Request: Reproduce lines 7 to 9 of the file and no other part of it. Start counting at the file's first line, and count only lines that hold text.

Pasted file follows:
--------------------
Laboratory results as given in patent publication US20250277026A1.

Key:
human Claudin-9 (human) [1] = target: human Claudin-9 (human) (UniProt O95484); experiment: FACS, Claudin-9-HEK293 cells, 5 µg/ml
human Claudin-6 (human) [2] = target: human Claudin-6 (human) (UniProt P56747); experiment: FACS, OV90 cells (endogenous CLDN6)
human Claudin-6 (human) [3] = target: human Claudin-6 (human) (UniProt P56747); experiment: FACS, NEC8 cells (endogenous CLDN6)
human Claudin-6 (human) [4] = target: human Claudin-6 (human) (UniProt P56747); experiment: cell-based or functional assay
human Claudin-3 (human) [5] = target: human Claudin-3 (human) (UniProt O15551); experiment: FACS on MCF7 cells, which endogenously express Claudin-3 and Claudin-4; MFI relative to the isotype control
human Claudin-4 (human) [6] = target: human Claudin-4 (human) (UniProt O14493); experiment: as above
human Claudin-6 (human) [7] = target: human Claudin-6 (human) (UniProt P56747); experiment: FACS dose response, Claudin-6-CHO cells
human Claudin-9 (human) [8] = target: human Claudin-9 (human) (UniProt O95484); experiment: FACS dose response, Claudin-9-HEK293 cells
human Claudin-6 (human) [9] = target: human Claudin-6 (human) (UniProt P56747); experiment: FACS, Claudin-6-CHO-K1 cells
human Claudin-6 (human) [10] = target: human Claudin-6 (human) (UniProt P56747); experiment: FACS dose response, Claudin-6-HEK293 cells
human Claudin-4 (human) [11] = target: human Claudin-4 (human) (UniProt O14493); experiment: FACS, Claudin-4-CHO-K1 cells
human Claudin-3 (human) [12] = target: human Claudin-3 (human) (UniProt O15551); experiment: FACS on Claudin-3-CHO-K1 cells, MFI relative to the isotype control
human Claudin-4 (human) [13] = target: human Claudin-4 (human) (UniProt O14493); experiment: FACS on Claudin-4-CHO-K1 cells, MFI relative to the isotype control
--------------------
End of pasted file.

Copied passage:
human Claudin-3 (human) [5] = target: human Claudin-3 (human) (UniProt O15551); experiment: FACS on MCF7 cells, which endogenously express Claudin-3 and Claudin-4; MFI relative to the isotype control
human Claudin-4 (human) [6] = target: human Claudin-4 (human) (UniProt O14493); experiment: as above
human Claudin-6 (human) [7] = target: human Claudin-6 (human) (UniProt P56747); experiment: FACS dose response, Claudin-6-CHO cells